The Press: Battle of the Pollsters

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"Dangerous, Damaging." Last week, however, Pollster Gallup had at least one cause for satisfaction: Poll Taker Alsop's own methods were under fire. A longtime believer in bloc voting, Alsop recently reported on surveys that he had made in New York of the Jewish, Negro and Catholic votes. Catholics, he said, were not committed to Kennedy, but "if Kennedy can just give the impression that he knows how to deal with Fidel Castro, he will solve all his problems." The Democrats "ought to do well with the Negro voters this time, unless our 52-voter sample was seriously misleading." And "it is a good bet that in 1960 New York's Jewish voters will be more heavily Democratic than ever."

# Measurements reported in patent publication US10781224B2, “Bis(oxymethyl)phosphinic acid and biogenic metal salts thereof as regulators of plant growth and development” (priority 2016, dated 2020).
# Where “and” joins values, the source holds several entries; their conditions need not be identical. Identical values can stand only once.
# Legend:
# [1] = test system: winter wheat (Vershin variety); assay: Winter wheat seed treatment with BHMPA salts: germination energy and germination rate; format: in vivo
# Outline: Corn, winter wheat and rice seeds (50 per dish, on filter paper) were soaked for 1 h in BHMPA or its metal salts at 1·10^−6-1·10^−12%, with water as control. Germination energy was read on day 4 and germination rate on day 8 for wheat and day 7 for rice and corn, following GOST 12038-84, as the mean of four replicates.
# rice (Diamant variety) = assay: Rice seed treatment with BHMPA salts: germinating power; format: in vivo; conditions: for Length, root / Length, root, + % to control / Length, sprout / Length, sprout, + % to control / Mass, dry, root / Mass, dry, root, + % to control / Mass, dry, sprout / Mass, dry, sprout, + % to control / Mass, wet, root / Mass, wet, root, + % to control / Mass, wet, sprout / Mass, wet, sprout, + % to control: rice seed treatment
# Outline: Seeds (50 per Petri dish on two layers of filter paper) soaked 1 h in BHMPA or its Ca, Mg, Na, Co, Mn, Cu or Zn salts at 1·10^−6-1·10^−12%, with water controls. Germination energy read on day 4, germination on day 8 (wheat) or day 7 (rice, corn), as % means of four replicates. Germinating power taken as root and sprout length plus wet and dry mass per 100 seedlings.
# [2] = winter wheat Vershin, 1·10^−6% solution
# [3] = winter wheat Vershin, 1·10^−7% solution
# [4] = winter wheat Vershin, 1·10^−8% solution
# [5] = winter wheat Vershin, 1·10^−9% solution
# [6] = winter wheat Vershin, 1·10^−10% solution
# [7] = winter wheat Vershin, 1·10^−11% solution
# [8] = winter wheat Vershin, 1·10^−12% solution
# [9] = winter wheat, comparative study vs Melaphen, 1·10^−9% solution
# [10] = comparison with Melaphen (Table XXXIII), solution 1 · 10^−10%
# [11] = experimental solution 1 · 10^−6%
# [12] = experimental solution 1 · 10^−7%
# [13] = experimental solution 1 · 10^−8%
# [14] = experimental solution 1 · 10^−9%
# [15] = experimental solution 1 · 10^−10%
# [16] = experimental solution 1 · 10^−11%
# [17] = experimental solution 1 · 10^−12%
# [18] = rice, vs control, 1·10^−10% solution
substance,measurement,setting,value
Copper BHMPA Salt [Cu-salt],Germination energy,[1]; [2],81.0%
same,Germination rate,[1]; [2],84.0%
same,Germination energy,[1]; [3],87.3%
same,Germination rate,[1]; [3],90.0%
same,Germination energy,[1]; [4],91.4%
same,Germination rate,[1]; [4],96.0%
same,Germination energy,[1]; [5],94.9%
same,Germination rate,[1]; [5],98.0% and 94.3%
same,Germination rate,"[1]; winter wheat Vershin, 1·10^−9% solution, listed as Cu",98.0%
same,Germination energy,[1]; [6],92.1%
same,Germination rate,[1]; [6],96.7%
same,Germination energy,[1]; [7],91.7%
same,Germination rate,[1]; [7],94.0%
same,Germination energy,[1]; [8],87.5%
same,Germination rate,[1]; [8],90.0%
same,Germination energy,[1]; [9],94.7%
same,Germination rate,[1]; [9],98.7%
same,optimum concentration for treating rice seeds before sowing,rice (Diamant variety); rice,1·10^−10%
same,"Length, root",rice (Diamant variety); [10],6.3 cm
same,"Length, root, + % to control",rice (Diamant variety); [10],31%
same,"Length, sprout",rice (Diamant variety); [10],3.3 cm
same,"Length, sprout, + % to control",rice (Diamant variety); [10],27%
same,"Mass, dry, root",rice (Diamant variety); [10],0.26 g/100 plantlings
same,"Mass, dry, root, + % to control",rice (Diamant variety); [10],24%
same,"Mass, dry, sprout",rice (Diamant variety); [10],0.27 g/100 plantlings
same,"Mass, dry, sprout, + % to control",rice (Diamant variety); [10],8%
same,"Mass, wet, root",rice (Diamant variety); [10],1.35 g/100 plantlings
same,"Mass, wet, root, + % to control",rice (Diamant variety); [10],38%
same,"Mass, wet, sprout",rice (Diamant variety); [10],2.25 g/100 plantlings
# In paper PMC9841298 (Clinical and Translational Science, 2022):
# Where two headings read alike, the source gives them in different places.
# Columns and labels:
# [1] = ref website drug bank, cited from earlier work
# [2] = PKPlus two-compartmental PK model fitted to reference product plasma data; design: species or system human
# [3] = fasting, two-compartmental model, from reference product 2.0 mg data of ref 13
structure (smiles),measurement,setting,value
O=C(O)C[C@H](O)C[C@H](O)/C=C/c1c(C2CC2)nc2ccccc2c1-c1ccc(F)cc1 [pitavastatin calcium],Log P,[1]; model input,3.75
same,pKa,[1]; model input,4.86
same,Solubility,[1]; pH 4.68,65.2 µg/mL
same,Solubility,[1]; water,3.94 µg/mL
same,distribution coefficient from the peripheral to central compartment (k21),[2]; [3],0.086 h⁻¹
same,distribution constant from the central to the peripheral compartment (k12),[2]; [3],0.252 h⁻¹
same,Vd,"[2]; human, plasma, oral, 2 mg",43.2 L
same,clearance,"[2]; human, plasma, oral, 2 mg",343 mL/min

The reaction came from Alsop's readers, many of whom resented being lumped in religious and racial blocs. Wrote Philip L. Winter, chairman of the American Council for Judaism, to the New York Herald Tribune: "Joseph Alsop's column entitled 'The Jewish Vote' is dangerous, damaging . . . Mr. Alsop has magnified nine—repeat, nine—voter switchers from the Republican column in 1956 and 20 from the Republicans in 1958 into his conclusion that covers all of 'New York's Jewish voters' in 1960!"

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